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Senator Lindsey Graham Says Saudi Prince Must Be ‘Dealt With’ for U.S- Saudi Ties to Progress

U.S. Senator Lindsey Graham has made a veiled criticism of Saudi Crown Prince Mohammed bin Salman.

After he met with Turkish President Recep Tayyip Erdogan, Graham said in Ankara on Saturday that the U.S. Congress will reintroduce sanctions against those implicated in the brutal murder of Washington Post journalist Jamal Khashoggi.

Read More: Donald Trump says Saudi Arabia, not “great country” U.S., will rebuild Syria

Riyadh says the crown prince did not know about the killing in the Saudi consulate in Istanbul in October, claims that have been cast into doubt by Riyadh’s contradictory explanations.

The CIA concluded in November that the prince ordered the journalist’s assassination, which Riyadh denies.

GettyImages-1082171358 Saudi Crown Prince Mohammed bin Salman at the Royal Court in Riyadh on January 14, 2019. Senator Lindsey Graham says MBS “must be dealt with” before ties between the countries can proceed. ANDREW CABALLERO-REYNOLDS/AFP/Getty Images Although President Donald Trump has been reluctant to criticize the prince, Graham said on Saturday: “The relationship between the U.S. and Saudi Arabia cannot move forward until Crown Prince Mohammed bin Salman is dealt with,” without specifying what this meant, Reuters reported.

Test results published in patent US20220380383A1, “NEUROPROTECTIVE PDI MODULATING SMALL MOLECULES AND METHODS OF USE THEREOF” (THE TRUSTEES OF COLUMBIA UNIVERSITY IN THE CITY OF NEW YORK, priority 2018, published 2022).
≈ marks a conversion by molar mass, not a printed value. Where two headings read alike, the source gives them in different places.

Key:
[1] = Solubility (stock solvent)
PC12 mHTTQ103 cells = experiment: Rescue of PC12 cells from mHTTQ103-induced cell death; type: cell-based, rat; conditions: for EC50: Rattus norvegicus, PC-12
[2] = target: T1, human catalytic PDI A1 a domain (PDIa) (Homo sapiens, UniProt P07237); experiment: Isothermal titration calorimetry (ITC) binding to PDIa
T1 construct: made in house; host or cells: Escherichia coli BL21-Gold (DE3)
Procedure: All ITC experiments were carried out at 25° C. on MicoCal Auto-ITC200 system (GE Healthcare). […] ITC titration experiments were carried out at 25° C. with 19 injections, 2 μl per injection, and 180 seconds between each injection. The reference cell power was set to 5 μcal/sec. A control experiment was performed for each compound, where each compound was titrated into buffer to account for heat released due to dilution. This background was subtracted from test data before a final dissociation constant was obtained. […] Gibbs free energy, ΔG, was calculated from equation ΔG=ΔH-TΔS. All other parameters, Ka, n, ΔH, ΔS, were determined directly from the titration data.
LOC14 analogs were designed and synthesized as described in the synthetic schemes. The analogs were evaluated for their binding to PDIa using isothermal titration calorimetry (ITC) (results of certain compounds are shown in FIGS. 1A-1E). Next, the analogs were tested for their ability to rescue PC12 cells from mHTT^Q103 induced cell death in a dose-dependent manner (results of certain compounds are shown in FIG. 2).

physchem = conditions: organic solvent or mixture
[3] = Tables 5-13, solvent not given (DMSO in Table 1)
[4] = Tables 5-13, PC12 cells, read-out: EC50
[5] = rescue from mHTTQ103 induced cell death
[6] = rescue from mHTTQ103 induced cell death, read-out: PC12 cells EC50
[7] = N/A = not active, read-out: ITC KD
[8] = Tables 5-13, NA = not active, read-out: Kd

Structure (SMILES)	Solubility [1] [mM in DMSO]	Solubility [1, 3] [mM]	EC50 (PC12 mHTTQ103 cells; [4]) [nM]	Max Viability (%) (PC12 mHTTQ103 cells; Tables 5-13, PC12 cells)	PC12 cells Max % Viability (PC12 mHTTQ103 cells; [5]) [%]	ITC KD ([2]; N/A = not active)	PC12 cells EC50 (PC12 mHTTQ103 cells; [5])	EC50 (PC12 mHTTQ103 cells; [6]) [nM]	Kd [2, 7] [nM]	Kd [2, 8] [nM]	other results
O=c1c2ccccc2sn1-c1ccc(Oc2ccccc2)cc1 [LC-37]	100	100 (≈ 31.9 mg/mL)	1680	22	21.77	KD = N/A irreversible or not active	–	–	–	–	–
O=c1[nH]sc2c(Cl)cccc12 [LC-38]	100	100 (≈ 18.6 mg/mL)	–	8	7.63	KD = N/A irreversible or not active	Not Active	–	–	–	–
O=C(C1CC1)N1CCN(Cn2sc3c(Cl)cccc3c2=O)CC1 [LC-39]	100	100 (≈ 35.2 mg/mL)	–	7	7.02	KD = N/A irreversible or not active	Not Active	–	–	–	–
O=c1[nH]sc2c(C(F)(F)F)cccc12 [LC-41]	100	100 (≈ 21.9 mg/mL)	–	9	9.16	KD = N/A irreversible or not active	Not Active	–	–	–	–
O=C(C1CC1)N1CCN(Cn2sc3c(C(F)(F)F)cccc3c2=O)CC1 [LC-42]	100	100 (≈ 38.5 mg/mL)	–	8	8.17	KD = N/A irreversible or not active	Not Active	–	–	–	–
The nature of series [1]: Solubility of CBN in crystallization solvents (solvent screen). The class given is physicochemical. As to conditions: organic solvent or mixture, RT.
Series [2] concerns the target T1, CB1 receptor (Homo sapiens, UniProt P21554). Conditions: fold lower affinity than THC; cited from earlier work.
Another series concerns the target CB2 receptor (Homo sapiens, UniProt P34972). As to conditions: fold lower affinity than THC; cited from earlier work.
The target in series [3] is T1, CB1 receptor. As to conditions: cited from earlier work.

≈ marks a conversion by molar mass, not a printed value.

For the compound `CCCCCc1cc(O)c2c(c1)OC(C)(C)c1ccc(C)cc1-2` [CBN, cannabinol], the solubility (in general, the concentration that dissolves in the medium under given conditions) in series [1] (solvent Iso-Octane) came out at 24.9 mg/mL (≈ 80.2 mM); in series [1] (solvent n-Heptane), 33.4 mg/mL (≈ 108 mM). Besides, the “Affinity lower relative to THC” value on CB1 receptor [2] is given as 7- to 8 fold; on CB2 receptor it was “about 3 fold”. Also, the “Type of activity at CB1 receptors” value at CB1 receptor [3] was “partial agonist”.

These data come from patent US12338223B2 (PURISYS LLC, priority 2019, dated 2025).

Washington sanctioned 17 Saudi officials in November for their alleged role in the Khashoggi killing. Ties have also been strained by the Senate’s vote to push for ending military support for the Saudi-led coalition in the war in Yemen.

Graham, who is on the Senate's Armed Services Committee, also said he hoped Trump would slow the U.S. withdrawal from Syria until the Islamic State militant group (Isis) is destroyed.

On Wednesday, Graham expressed concern that Trump's statements about Syria have emboldened Isis. “My concern, by the statements made by President Trump, is that you set in motion enthusiasm by the enemy we're fighting.

“You make people we're trying to help wonder about us. And as they get bolder, the people we're trying to help are going to get more uncertain. I saw this in Iraq. And I'm now seeing it in Syria," he said, according to CNN.

Graham also said in Ankara that by arming the YPG group in Syria, Washington had "created a nightmare for Turkey."

He said that Washington would work with Turkey to move Kurdish YPG elements away from the country.

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